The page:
I think one thing I wanted to quickly make the distinction on too is the mind as in the brain, and the mind as in the Heart. Because in Taoist thought, the Heart is the mind, but it's not how we think about mind. So we think about the cognitive machine that whirls around in our heads which is more associated with the Kidneys. In Chinese medicine, it's called the Sea of Marrow. So it's literally an extension-
Yes, so the brain is literally an extension of the marrow in your bones. It's kind of this blood-filled goopy thing floating around in your skull. And if you think about your skull as being a bone, it could really be the marrow because it's literally encased in bone on most sides. But yeah, the Heart is more the perceiving mind that is beyond that logical idea of things being rational. Because if you've ever had even a kind of heart-based experience, it's not a rational experience. It's sublime, and it's feeling-based. And it's intuitive, and it's everything that the mind is not.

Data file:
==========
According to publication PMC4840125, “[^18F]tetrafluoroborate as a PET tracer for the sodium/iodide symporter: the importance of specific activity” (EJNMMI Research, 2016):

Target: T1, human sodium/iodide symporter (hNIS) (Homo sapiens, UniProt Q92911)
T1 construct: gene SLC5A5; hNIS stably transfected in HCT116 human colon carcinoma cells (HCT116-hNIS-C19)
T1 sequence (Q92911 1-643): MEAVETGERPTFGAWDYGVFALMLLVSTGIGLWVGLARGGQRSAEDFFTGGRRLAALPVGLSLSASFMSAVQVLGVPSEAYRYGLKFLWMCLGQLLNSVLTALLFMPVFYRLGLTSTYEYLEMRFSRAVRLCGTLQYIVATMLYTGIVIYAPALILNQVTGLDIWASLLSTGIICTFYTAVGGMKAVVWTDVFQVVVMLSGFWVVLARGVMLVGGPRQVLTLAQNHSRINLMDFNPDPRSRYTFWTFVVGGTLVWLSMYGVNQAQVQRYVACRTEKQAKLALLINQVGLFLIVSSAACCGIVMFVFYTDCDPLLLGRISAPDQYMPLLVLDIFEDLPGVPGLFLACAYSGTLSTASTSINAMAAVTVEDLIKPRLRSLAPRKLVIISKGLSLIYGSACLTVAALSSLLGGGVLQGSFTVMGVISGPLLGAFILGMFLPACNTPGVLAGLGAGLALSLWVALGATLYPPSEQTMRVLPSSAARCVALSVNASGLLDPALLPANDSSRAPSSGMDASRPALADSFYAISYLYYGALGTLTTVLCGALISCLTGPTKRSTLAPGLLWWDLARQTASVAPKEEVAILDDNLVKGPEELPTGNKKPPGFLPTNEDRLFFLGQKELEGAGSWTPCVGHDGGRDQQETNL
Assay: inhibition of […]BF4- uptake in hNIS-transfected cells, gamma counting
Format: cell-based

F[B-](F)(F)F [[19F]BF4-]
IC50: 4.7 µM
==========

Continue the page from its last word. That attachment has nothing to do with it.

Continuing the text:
So there's this... I guess the best analogy I have is from yoga, but it's this idea that yeah, we have the functions of the mind which are useful and essential. We can't get through life without them, and great, but we don't want to live there and limit ourselves to that. We want to remember that there's this bigger self that is perceiving all of this and living all of this as well, and that can hold all of this even though the little mind might not think it can.
And that to me, is sort of what Shen and the Heart hold in our... No matter how much weird shit goes on around us or what traumas we experience, there's this part of us that's bigger than all of that that can hold it. Like I said, the language I have for this is more out of yoga than out of Taoism, but I've seen this stuff in the Taoist texts as well. From working with Mantak Chia, I know that he also speaks about these things too. That's kind of the big, capital S, self. So that's what the Heart really projects, I suppose, and holds for us in this lifetime.